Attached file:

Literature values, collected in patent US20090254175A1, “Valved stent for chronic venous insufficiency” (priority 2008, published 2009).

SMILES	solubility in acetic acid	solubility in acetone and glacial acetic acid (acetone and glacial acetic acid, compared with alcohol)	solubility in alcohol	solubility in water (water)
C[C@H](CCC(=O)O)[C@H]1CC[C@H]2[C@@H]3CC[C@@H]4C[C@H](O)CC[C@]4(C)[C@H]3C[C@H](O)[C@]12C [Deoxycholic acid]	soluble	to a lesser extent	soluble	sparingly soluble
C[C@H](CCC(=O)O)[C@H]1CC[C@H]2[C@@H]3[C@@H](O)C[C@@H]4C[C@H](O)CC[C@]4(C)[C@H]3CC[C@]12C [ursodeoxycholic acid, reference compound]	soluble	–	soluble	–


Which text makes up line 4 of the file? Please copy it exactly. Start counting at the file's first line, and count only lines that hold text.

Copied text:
C[C@H](CCC(=O)O)[C@H]1CC[C@H]2[C@@H]3[C@@H](O)C[C@@H]4C[C@H](O)CC[C@]4(C)[C@H]3CC[C@]12C [ursodeoxycholic acid, reference compound]	soluble	–	soluble	–